This post appeared first on Sweating The Big Stuff
One thing that makes me want to bang my head against the wall is when I see people call themselves frugal, yet be the poster child for “penny wise, pound foolish”. Ok, you save and save every single day, a little here, a little there. Globally, you’re pretty miserable because you have removed all the good things out of your life. You have no more gym membership, cable TV, magazine subscriptions, you eat rice and beans day in, day out… I even met a guy who had no central heating!
He was in his 70s and he really broke my heart. When it was very cold in winter, his bedroom on the upper floor of his house became too icy to sleep in. So he would come down to the ground floor, where he had an electric heater. He would carry his mattress on his broken back, and sleep on the floor of his living room! He claimed the electric socket upstairs were too old to bear a heater. That discomfort could have been fixed with less than a thousand dollars. How far he was willing to go for the sake of saving money made me scratch my head.
That won’t make a big difference on his net worth. What will is taking action to reduce and optimize the big expenses in your life. Your mortgage for example. Rates are at historic low levels right now, and finding a mortgage refinance at just 0.5% less than what you are paying at the moment can save you thousands. Yes, thousands.
The average US home is worth around $250,000. At 4.5%, you are paying $1,266 a month over the next 30 years. These days, you can find a 30 year refinance for 3.5% on average. That means lowering your mortgage payments to $1,123 per month. Saving yourself over $50,000 in interest in the process. I did my last refinance online. I decided to pay a little for the convenience of staying with the same bank, and not having to provide a new one with the mountain of paperwork they usually require. It took about 15 minutes to drop my rate by 0.5%. No fee, no valuation, the bank had all the details already.
15 minutes of my time for thousands in saving? Any day.
This summer, I was looking for a house to buy in Southern France. I saw one that fit my needs. It was listed via a real estate agency at $700,000. I thought if I could find where it was, I would save myself the fee. The town was small, but it took me a few hours to locate the house, based on the online ad pictures. When I arrived, the owners were surprised, and said I was the first one showing up without an agent. I had spent hours on Google Maps trying to determine the neighborhoods where the house could be. Once I got there, it only took me an hour to find it. The owners said they wanted $650,000. I didn’t end up buying it, but that would have been a fine payday otherwise.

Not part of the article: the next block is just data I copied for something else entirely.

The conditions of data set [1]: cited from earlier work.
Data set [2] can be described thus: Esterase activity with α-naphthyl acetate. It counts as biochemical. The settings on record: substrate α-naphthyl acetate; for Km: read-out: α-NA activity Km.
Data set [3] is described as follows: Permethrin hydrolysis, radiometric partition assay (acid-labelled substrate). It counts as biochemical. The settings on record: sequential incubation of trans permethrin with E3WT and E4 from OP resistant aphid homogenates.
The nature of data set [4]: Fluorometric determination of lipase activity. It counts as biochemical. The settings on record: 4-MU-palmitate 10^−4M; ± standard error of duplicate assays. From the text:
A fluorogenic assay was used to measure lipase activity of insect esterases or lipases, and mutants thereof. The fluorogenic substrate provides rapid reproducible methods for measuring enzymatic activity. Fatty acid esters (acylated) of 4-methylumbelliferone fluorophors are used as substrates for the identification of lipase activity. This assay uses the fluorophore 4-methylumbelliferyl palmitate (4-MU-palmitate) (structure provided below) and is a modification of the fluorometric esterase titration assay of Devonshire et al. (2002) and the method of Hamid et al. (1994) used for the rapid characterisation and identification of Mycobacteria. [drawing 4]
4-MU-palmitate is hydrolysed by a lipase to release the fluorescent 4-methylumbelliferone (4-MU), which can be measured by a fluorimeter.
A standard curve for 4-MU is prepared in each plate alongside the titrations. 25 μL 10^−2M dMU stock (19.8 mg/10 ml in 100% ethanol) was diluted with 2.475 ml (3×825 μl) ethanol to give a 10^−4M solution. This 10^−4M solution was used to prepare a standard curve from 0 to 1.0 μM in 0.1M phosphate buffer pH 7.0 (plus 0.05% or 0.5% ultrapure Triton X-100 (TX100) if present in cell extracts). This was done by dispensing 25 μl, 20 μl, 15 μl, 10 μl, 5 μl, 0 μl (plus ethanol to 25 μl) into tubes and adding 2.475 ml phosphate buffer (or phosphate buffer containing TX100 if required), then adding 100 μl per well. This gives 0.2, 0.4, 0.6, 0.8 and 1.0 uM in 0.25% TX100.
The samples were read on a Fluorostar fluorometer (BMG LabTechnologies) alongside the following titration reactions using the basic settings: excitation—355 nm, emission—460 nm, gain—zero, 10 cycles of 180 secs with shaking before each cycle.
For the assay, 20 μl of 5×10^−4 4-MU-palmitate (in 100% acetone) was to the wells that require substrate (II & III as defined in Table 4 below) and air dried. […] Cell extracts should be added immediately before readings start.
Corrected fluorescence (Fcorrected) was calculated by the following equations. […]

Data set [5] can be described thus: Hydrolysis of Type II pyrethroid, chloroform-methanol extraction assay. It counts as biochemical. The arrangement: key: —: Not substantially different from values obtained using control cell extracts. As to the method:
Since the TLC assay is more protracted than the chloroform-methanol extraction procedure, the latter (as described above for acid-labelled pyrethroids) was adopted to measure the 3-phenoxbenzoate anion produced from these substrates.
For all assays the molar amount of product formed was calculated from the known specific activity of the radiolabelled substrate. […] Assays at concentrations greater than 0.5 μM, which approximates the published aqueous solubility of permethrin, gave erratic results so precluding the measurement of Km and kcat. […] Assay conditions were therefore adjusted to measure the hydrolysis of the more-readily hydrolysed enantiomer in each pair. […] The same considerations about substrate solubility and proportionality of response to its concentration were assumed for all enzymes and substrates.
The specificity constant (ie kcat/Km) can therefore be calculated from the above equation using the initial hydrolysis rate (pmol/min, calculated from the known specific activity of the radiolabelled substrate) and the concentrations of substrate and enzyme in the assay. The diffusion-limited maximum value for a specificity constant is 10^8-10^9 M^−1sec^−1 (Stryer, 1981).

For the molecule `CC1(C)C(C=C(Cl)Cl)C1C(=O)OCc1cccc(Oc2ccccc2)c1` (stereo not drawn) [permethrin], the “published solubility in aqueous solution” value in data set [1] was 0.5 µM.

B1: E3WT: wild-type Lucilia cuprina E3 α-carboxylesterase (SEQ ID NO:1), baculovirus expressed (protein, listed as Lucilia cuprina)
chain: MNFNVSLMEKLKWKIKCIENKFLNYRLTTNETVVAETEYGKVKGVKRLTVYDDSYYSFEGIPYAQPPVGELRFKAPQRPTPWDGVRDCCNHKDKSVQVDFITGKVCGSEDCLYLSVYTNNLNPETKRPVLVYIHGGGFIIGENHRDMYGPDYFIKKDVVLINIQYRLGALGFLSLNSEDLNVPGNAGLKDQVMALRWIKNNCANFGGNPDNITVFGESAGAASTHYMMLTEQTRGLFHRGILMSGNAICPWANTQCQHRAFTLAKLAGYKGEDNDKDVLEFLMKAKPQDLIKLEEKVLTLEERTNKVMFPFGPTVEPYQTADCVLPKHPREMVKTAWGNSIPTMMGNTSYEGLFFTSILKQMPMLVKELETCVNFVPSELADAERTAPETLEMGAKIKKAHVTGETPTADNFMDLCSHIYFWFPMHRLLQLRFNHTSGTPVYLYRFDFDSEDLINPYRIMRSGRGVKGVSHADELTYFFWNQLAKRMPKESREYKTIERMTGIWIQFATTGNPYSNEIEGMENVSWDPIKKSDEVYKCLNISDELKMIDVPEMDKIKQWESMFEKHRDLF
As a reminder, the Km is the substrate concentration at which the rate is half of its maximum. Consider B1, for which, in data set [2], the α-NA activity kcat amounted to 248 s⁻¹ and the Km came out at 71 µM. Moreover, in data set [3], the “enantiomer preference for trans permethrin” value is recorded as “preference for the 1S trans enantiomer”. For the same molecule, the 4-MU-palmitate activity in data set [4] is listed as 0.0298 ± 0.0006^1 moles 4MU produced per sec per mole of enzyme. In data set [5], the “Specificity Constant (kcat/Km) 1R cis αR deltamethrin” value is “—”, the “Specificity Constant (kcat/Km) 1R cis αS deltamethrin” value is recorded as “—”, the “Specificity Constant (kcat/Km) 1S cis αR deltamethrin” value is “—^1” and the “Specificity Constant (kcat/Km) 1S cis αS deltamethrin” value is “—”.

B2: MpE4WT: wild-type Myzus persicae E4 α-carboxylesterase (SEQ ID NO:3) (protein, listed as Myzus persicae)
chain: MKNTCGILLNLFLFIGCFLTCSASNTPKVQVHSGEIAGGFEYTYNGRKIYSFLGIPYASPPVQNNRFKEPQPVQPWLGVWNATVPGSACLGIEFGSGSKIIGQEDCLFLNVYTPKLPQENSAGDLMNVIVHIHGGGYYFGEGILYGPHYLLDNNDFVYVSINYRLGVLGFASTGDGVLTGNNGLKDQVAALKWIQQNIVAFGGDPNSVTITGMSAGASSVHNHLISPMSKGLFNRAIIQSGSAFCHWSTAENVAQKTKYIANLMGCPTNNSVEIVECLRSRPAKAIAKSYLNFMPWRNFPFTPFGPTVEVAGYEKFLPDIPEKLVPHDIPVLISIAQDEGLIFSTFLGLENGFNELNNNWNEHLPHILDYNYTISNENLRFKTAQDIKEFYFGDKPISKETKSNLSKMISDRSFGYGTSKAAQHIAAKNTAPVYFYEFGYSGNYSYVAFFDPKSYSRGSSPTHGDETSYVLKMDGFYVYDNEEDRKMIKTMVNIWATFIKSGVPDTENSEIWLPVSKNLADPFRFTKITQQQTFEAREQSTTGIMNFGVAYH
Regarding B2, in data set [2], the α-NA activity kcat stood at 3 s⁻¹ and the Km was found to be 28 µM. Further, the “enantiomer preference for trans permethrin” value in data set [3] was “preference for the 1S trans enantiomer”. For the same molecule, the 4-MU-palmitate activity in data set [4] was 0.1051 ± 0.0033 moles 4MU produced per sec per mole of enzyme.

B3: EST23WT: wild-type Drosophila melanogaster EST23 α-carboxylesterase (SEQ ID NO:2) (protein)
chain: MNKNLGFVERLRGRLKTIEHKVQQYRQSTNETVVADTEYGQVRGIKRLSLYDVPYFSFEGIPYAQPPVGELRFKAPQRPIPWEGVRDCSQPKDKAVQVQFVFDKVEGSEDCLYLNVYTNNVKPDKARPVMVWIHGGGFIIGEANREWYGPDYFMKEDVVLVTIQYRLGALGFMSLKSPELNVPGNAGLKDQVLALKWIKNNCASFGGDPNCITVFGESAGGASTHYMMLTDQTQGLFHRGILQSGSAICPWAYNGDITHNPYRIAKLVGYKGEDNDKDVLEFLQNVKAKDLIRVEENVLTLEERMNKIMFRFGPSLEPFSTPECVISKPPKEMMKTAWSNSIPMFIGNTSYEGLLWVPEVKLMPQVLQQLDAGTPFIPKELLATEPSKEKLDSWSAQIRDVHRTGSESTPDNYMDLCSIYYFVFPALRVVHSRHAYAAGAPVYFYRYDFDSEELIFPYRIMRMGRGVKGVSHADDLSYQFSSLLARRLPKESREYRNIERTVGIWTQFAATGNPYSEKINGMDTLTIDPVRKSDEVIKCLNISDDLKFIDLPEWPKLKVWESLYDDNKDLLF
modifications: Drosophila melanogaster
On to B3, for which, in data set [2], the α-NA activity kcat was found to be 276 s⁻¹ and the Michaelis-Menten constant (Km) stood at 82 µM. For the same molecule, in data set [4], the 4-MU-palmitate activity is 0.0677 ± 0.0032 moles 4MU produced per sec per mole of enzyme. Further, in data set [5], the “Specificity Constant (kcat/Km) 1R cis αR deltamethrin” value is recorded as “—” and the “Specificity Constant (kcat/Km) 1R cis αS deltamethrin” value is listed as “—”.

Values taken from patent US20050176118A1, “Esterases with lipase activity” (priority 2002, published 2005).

Another thing that makes me cringe is when people do not value their time. If you make $25 per hour at your day job, but walk back home instead of taking the $1 bus, you are losing on an opportunity to stay an hour more at work, and make $25. Sure, that can be your way to unwind, get some exercise,… but for people who see it from a saving standpoint, I don’t get it. Your time is better invested in yourself (trying to get a promotion, working extra hours, starting a side hustle) than trying to save a few bucks or couponing.
More and more, I am trying to focus on big lifestyle changes that will have a huge impact on my net worth, rather than pinching pennies. I chose to relocate abroad, and that cut my monthly expenses by 60%. I did not buy a car when mine got stolen last December. It has been a little inconvenience, but I have been home maybe 4 months since that happened, and in the meanwhile, the $10,000 I didn’t put on the car (plus insurance, gas, maintenance and repairs) grew on the markets. And whenever I really needed one, to bring back groceries and heavy things, I would rent one for the day, for $30.
The S&P500 had a good run since last December, returning 9.8%. My $10,000 would have yielded $980, way more than what I spent on the occasional taxi or rental. But I understand that this lifestyle switch is not for everyone.
Still, the next time you are tempted to find ways to save more, try to start with the big stuff.